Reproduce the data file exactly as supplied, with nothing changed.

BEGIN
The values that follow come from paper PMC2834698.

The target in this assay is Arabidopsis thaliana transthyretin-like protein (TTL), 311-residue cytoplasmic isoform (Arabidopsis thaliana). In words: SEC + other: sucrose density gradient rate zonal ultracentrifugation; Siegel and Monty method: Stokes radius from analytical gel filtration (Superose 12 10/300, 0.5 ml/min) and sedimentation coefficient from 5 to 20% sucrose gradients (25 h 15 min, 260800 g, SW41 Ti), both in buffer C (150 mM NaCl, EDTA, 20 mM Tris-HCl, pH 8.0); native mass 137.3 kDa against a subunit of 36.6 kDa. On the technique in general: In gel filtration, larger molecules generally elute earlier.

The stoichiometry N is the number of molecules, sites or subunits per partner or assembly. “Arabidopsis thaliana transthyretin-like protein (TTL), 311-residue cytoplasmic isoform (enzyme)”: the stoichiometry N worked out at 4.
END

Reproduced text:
The values that follow come from paper PMC2834698.

The target in this assay is Arabidopsis thaliana transthyretin-like protein (TTL), 311-residue cytoplasmic isoform (Arabidopsis thaliana). In words: SEC + other: sucrose density gradient rate zonal ultracentrifugation; Siegel and Monty method: Stokes radius from analytical gel filtration (Superose 12 10/300, 0.5 ml/min) and sedimentation coefficient from 5 to 20% sucrose gradients (25 h 15 min, 260800 g, SW41 Ti), both in buffer C (150 mM NaCl, EDTA, 20 mM Tris-HCl, pH 8.0); native mass 137.3 kDa against a subunit of 36.6 kDa. On the technique in general: In gel filtration, larger molecules generally elute earlier.

The stoichiometry N is the number of molecules, sites or subunits per partner or assembly. “Arabidopsis thaliana transthyretin-like protein (TTL), 311-residue cytoplasmic isoform (enzyme)”: the stoichiometry N worked out at 4.